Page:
I have you, Mr. Alpert, to thank for that. You once reviewed a film called Joanna, made by an English pop singer named Michael Sarne. This film was like fifty-two Salem commercials run back-to-back—people running in slow motion through Green Park, girls with long hair, and lots of plummy dialogue. Anyway, you must have suffered a sudden lapse, because your judgements are usually impeccable. Richard Zanuck and David Brown, who were then running Twentieth Century-Fox, suddenly asked me to see Joanna, and I knew something was up. I looked at what I thought was one of the ten worst films. The next thing I knew they said, “Well, he’s directing Myra Breckinridge, and he will also write the script.” I said, “What has he done to justify giving him a major film to direct, a movie about Hollywood, a town he has yet to visit?” They said, “Joanna is a great flick.” I said, “It’s a terrible picture.” They said, “Just look at what the critics say.” And there was the Hollis Alpert review. Seared on my memory is that review. I said, “What about the other reviewers?” They said, “What difference do they make? He’s the best.” Anyway, Michael Sarne never worked in films after Myra Breckinridge. I believe he is working as a waiter in a pub in London where they put on shows in the afternoon. This is proof that there is a God and, in nature, perfect symmetry.
To be fair, Vidal also tells Alpert that he hasn’t even liked any of the movies made from his screenplays, never mind his novels, which never quite lived up to what he had in mind. There’s just no satisfying some people.
Mary Poppins (1964)
Based on: P. L. Travers’s Mary Poppins (1934)
When the credits rolled at the 1964 world premiere of Walt Disney’s Mary Poppins, twelve hundred people gave the film a five-minute standing ovation. Everyone loved it—except P. L. Travers, who sat right through that ovation, weeping. “Anyone,” wrote Caitlin Flanagan in the New Yorker, “could have been forgiven for assuming that her tears were the product either of artistic delight or of financial ecstasy (she owned five per cent of the gross; the movie made her rich). Neither was the case. The picture, she thought, had done a strange kind of violence to her work.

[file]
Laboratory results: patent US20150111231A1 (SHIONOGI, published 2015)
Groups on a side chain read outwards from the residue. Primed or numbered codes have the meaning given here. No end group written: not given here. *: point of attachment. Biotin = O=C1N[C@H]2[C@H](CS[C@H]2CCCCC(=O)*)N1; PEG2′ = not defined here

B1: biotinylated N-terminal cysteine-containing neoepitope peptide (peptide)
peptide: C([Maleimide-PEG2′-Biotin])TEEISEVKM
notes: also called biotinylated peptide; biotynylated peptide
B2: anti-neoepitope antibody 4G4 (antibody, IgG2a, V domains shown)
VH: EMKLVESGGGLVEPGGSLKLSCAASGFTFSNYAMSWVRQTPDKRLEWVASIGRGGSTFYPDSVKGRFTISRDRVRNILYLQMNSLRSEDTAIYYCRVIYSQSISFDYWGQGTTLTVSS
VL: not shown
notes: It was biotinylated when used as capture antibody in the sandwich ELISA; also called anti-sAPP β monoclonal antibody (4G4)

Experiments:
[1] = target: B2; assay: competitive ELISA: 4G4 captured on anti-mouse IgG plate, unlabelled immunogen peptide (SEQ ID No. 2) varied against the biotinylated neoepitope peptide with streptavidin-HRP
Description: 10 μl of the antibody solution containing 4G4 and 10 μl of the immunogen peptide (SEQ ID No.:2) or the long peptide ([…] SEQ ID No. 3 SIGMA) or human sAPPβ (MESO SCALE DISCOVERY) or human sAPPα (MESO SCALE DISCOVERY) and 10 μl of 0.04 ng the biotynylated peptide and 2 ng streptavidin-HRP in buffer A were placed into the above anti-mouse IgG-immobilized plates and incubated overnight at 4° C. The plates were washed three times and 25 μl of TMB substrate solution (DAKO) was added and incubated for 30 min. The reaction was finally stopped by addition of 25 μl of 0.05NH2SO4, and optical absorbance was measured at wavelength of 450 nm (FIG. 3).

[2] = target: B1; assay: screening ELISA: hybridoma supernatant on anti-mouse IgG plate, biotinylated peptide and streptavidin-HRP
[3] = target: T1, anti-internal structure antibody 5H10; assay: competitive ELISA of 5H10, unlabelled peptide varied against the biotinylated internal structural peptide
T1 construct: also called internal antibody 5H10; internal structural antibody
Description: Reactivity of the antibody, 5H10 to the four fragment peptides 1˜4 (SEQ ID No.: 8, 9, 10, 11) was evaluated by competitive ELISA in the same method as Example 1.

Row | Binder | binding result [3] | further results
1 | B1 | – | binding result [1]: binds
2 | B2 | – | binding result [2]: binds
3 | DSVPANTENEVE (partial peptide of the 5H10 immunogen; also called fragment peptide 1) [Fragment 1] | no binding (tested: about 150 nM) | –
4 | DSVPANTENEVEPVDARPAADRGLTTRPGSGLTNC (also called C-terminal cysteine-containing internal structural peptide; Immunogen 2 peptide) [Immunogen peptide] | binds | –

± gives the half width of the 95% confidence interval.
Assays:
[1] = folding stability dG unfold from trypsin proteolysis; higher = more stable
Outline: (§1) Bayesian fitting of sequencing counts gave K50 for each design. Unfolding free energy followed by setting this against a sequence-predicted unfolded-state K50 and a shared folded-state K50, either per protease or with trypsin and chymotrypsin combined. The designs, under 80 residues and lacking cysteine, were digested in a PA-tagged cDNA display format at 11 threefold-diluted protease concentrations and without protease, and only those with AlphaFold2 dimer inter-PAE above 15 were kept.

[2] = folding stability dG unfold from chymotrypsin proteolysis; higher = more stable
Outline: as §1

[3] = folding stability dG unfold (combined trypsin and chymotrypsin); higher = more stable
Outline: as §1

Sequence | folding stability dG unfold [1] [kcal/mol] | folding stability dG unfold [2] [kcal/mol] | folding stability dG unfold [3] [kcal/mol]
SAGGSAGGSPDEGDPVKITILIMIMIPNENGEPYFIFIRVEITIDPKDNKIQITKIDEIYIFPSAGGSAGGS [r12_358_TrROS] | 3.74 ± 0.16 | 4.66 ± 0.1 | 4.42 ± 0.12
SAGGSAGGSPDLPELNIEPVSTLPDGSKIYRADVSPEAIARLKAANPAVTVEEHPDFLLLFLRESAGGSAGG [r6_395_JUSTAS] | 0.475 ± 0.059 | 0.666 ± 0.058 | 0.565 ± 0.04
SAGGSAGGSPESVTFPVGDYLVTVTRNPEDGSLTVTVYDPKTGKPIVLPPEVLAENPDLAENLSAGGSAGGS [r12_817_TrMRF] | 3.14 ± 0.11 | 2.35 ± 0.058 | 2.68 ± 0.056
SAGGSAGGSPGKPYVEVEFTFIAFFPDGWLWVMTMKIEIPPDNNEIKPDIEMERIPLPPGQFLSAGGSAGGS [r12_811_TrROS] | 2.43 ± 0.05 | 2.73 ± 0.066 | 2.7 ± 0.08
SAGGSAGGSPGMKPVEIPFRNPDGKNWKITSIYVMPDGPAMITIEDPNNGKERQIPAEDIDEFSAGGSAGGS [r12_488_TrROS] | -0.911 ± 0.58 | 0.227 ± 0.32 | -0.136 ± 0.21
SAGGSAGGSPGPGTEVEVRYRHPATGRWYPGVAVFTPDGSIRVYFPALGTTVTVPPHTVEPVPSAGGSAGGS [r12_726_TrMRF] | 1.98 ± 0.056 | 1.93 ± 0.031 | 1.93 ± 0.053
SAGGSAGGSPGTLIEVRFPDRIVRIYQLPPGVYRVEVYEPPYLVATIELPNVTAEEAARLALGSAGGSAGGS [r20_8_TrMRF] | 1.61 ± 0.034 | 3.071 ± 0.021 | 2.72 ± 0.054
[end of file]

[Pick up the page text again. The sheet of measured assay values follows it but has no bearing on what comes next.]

The première was the first Travers had seen of the movie—she did not initially receive an invitation, but had embarrassed a Disney executive into extending one—and it was a shock. Afterward, as Richard Sherman recalled, she tracked down Disney at the after-party, which was held in a giant white tent in the parking lot adjoining the Chinese Theatre. “Well,” she said loudly. “The first thing that has to go is the animation sequence.” Disney looked at her coolly. “Pamela,” he replied, “the ship has sailed.” And then he strode past her, toward a throng of well-wishers, and left her alone, an aging woman in a satin gown and evening gloves, who had travelled more than five thousand miles to attend a party where she was not wanted.
Biographer Valerie Lawson wrote that it took Travers a while to begin really speaking out against the film, however much she disliked it. According to Lawson, Travers “told a contributor to The New York Times that the movie went against the grain of the books, that it was merely a colorful extravaganza, as far from true magic as it was possible to be.” She said the character of Bert ruined the film—and she also said he couldn’t quote her. In 1968, she wrote: “All that smiling, just like Iago. And it was so untrue—all fantasy and no magic.”